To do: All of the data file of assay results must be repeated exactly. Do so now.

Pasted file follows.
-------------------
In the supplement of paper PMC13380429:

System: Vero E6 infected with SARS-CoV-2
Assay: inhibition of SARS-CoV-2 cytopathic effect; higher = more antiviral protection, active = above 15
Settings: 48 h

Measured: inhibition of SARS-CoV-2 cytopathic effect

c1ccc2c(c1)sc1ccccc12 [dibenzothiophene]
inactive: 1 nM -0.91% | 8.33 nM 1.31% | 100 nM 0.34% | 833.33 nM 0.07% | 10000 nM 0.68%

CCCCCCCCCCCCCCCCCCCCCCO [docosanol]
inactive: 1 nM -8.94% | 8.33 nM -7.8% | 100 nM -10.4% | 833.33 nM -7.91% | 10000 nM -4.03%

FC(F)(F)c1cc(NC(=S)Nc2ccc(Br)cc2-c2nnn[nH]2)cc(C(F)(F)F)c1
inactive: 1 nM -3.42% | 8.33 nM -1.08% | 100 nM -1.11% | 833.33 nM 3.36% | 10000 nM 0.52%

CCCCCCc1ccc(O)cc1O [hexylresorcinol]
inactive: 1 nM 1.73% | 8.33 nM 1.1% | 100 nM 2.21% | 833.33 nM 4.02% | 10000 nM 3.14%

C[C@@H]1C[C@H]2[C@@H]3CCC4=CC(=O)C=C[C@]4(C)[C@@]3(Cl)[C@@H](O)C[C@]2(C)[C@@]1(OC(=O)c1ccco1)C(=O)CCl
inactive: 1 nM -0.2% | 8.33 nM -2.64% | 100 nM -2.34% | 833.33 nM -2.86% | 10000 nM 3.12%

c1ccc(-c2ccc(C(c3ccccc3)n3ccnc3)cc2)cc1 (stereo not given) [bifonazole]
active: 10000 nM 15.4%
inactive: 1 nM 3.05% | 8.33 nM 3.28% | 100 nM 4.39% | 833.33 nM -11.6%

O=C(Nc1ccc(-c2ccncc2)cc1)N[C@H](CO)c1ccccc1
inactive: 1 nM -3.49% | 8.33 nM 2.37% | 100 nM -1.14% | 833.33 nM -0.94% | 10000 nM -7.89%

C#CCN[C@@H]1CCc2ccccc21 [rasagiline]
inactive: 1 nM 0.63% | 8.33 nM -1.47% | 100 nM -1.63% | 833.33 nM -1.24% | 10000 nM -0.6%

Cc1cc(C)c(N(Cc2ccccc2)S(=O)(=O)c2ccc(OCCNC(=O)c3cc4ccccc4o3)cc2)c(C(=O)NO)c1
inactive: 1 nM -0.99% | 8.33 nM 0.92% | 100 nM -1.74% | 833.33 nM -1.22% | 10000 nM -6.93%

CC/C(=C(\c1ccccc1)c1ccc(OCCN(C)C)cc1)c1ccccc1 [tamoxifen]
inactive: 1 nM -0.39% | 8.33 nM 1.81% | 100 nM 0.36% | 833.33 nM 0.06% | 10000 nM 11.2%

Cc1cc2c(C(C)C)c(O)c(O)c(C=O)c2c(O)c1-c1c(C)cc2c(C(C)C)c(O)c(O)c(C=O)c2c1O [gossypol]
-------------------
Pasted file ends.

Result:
In the supplement of paper PMC13380429:

System: Vero E6 infected with SARS-CoV-2
Assay: inhibition of SARS-CoV-2 cytopathic effect; higher = more antiviral protection, active = above 15
Settings: 48 h

Measured: inhibition of SARS-CoV-2 cytopathic effect

c1ccc2c(c1)sc1ccccc12 [dibenzothiophene]
inactive: 1 nM -0.91% | 8.33 nM 1.31% | 100 nM 0.34% | 833.33 nM 0.07% | 10000 nM 0.68%

CCCCCCCCCCCCCCCCCCCCCCO [docosanol]
inactive: 1 nM -8.94% | 8.33 nM -7.8% | 100 nM -10.4% | 833.33 nM -7.91% | 10000 nM -4.03%

FC(F)(F)c1cc(NC(=S)Nc2ccc(Br)cc2-c2nnn[nH]2)cc(C(F)(F)F)c1
inactive: 1 nM -3.42% | 8.33 nM -1.08% | 100 nM -1.11% | 833.33 nM 3.36% | 10000 nM 0.52%

CCCCCCc1ccc(O)cc1O [hexylresorcinol]
inactive: 1 nM 1.73% | 8.33 nM 1.1% | 100 nM 2.21% | 833.33 nM 4.02% | 10000 nM 3.14%

C[C@@H]1C[C@H]2[C@@H]3CCC4=CC(=O)C=C[C@]4(C)[C@@]3(Cl)[C@@H](O)C[C@]2(C)[C@@]1(OC(=O)c1ccco1)C(=O)CCl
inactive: 1 nM -0.2% | 8.33 nM -2.64% | 100 nM -2.34% | 833.33 nM -2.86% | 10000 nM 3.12%

c1ccc(-c2ccc(C(c3ccccc3)n3ccnc3)cc2)cc1 (stereo not given) [bifonazole]
active: 10000 nM 15.4%
inactive: 1 nM 3.05% | 8.33 nM 3.28% | 100 nM 4.39% | 833.33 nM -11.6%

O=C(Nc1ccc(-c2ccncc2)cc1)N[C@H](CO)c1ccccc1
inactive: 1 nM -3.49% | 8.33 nM 2.37% | 100 nM -1.14% | 833.33 nM -0.94% | 10000 nM -7.89%

C#CCN[C@@H]1CCc2ccccc21 [rasagiline]
inactive: 1 nM 0.63% | 8.33 nM -1.47% | 100 nM -1.63% | 833.33 nM -1.24% | 10000 nM -0.6%

Cc1cc(C)c(N(Cc2ccccc2)S(=O)(=O)c2ccc(OCCNC(=O)c3cc4ccccc4o3)cc2)c(C(=O)NO)c1
inactive: 1 nM -0.99% | 8.33 nM 0.92% | 100 nM -1.74% | 833.33 nM -1.22% | 10000 nM -6.93%

CC/C(=C(\c1ccccc1)c1ccc(OCCN(C)C)cc1)c1ccccc1 [tamoxifen]
inactive: 1 nM -0.39% | 8.33 nM 1.81% | 100 nM 0.36% | 833.33 nM 0.06% | 10000 nM 11.2%

Cc1cc2c(C(C)C)c(O)c(O)c(C=O)c2c(O)c1-c1c(C)cc2c(C(C)C)c(O)c(O)c(C=O)c2c1O [gossypol]